Many of us feel that we’re due a pay rise. It’s a familiar gripe for many of us: the news reports that the economy is steadily growing but you’re not seeing any of that in your pay packet. However, not even being paid the national minimum wage is a heavy blow for low earners.
In a list released today by Jo Swinson, business minister, 70 employers were added to a list of employers who have failed to pay their employees the national minimum wage. The list now totals to 162 and the 70 shamed employers exposed today owed their underpaid employees a total of £157,000 in arrears and penalty charges over £70,000. The worst of the offenders released was East Midlands Crossroads, a care provider, which had underpaid 184 employees and owed £37,500 between them. There were roughly 100 cases of underpayment in the care sector, which government ministers called “the tip of the iceberg.”
“Paying less than the minimum wage is illegal, immoral and completely unacceptable,” says Swinson. “Naming and shaming gives a clear warning to employers who ignore the rules, that they will face reputational consequences, as well as financial penalties of up to £20,000 if they don’t pay the minimum wage.”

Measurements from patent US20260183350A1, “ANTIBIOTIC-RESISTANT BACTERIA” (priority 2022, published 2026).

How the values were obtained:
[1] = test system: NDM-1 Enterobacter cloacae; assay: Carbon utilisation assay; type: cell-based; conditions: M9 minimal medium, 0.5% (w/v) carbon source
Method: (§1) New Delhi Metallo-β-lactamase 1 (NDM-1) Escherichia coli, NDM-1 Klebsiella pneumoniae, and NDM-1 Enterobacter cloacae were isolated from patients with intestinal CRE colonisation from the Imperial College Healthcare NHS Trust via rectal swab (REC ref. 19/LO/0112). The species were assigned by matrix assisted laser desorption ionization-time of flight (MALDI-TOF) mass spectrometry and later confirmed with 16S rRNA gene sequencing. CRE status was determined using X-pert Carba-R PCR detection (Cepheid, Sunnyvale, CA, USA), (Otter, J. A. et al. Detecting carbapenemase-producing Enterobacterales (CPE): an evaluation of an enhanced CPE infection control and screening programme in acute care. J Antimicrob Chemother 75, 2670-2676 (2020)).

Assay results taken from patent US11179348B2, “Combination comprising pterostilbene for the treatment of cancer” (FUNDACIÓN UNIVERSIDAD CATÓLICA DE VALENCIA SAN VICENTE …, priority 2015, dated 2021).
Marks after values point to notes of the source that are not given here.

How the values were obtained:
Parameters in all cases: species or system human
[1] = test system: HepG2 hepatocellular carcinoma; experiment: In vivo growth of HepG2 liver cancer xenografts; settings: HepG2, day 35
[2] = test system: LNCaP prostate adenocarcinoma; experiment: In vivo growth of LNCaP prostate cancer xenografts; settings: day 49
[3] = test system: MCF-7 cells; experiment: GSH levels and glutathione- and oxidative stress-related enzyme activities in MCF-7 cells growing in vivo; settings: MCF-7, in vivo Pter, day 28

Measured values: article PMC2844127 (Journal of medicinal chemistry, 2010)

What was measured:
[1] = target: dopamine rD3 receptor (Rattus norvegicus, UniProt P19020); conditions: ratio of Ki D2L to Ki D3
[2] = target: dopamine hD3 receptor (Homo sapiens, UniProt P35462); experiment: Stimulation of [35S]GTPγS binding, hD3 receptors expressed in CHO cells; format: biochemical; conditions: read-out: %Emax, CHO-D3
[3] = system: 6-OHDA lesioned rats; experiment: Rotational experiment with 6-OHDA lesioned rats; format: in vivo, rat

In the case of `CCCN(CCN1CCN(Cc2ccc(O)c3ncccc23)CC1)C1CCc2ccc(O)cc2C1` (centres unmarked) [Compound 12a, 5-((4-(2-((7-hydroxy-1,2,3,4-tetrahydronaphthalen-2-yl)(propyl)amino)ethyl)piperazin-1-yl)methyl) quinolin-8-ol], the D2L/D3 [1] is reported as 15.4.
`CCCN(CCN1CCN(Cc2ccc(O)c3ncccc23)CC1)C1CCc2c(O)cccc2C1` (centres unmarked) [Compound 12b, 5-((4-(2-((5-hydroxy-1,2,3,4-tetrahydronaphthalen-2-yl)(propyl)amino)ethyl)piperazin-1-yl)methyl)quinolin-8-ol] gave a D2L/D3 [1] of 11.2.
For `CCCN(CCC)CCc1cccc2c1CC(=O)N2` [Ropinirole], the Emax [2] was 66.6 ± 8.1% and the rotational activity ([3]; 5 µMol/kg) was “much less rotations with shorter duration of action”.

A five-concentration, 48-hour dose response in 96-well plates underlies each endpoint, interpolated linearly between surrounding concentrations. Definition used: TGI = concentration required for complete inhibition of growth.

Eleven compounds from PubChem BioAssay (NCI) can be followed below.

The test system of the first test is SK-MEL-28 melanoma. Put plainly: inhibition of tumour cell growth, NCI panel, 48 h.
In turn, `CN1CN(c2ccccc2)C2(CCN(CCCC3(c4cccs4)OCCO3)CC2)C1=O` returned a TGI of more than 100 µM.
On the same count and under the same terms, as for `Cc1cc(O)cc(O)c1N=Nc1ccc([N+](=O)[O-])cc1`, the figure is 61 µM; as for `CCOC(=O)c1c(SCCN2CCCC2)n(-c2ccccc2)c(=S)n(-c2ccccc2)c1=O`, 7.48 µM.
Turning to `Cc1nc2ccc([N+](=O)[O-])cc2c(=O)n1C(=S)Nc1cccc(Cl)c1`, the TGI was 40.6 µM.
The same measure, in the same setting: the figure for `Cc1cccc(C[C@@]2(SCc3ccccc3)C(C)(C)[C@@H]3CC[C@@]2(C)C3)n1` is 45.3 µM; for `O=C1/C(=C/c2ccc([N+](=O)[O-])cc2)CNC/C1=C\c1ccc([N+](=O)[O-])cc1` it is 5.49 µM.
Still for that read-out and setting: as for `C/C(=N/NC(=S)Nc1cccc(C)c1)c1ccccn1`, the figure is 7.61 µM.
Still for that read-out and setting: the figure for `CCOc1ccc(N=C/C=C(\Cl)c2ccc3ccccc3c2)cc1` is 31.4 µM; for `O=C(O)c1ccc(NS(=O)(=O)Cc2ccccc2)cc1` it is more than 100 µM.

If the steep fines aren’t enough to deter potential offenders, Swinson warned that planned legislation will see fines imposed for each underpaid employee rather than each underpaying company.
“We welcome today’s list and encourage the Government to make public the hundreds of other minimum wage cheats they know about as soon as possible. If we want to stamp out this criminal behaviour then all employers who under-pay their staff must be publicly named and shamed,” said France’s O’Grady, general secretary, TUC.
Grady also feels that there should be higher fines for cheating bosses and that those who fleece their workers of hard earned pay should face the courts.
Under the government’s name and shame scheme all underpaying employers were issued with a Notice of Underpayment (NoU). Employers then had 28 days to appeal to HMRC against the issue of the NoU; if an employer does not make an appeal, the government Department for Business, Innovation & Skills (BIS) will consider the company for naming and shaming. The employer then has 14 days to appeal if they meet exceptional criteria. Each company on the current list is to be investigated further by HM Revenue and Customs.
The naming and shaming was released just a day after a 3% rise on the adult national minimum wage was called upon by the Low Pay Commission. It seems the UK’s underpaid workers might finally be getting a little extra clink in their purse.